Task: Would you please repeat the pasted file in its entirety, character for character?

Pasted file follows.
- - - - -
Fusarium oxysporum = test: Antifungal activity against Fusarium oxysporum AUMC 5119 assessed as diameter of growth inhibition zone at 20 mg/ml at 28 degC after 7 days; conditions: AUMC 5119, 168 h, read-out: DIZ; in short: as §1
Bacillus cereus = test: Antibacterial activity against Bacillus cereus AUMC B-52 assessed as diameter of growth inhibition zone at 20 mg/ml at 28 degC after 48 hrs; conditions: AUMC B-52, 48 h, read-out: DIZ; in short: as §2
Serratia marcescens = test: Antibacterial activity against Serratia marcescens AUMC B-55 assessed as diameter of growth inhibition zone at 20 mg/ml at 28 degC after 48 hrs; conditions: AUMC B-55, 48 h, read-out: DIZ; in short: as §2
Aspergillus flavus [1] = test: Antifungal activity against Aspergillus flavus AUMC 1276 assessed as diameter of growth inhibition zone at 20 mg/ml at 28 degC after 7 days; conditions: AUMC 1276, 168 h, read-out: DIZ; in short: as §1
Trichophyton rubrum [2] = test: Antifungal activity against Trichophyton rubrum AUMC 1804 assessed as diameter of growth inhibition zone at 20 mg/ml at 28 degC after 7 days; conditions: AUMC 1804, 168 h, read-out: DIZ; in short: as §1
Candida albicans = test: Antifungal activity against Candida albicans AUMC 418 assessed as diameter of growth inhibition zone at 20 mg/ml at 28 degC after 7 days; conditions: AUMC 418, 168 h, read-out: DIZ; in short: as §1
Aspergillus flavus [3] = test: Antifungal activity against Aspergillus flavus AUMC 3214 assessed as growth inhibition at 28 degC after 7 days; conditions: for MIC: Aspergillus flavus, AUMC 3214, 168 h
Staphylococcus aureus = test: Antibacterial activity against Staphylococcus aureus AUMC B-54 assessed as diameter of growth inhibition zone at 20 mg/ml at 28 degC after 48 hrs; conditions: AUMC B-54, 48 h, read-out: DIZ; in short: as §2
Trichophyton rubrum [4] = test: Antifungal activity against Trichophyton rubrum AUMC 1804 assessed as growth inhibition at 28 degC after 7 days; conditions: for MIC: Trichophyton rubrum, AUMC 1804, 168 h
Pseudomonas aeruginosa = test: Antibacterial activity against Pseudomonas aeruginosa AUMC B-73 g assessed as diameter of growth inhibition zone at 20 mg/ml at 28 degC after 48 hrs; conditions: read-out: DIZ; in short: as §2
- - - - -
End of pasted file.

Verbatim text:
Fusarium oxysporum = test: Antifungal activity against Fusarium oxysporum AUMC 5119 assessed as diameter of growth inhibition zone at 20 mg/ml at 28 degC after 7 days; conditions: AUMC 5119, 168 h, read-out: DIZ; in short: as §1
Bacillus cereus = test: Antibacterial activity against Bacillus cereus AUMC B-52 assessed as diameter of growth inhibition zone at 20 mg/ml at 28 degC after 48 hrs; conditions: AUMC B-52, 48 h, read-out: DIZ; in short: as §2
Serratia marcescens = test: Antibacterial activity against Serratia marcescens AUMC B-55 assessed as diameter of growth inhibition zone at 20 mg/ml at 28 degC after 48 hrs; conditions: AUMC B-55, 48 h, read-out: DIZ; in short: as §2
Aspergillus flavus [1] = test: Antifungal activity against Aspergillus flavus AUMC 1276 assessed as diameter of growth inhibition zone at 20 mg/ml at 28 degC after 7 days; conditions: AUMC 1276, 168 h, read-out: DIZ; in short: as §1
Trichophyton rubrum [2] = test: Antifungal activity against Trichophyton rubrum AUMC 1804 assessed as diameter of growth inhibition zone at 20 mg/ml at 28 degC after 7 days; conditions: AUMC 1804, 168 h, read-out: DIZ; in short: as §1
Candida albicans = test: Antifungal activity against Candida albicans AUMC 418 assessed as diameter of growth inhibition zone at 20 mg/ml at 28 degC after 7 days; conditions: AUMC 418, 168 h, read-out: DIZ; in short: as §1
Aspergillus flavus [3] = test: Antifungal activity against Aspergillus flavus AUMC 3214 assessed as growth inhibition at 28 degC after 7 days; conditions: for MIC: Aspergillus flavus, AUMC 3214, 168 h
Staphylococcus aureus = test: Antibacterial activity against Staphylococcus aureus AUMC B-54 assessed as diameter of growth inhibition zone at 20 mg/ml at 28 degC after 48 hrs; conditions: AUMC B-54, 48 h, read-out: DIZ; in short: as §2
Trichophyton rubrum [4] = test: Antifungal activity against Trichophyton rubrum AUMC 1804 assessed as growth inhibition at 28 degC after 7 days; conditions: for MIC: Trichophyton rubrum, AUMC 1804, 168 h
Pseudomonas aeruginosa = test: Antibacterial activity against Pseudomonas aeruginosa AUMC B-73 g assessed as diameter of growth inhibition zone at 20 mg/ml at 28 degC after 48 hrs; conditions: read-out: DIZ; in short: as §2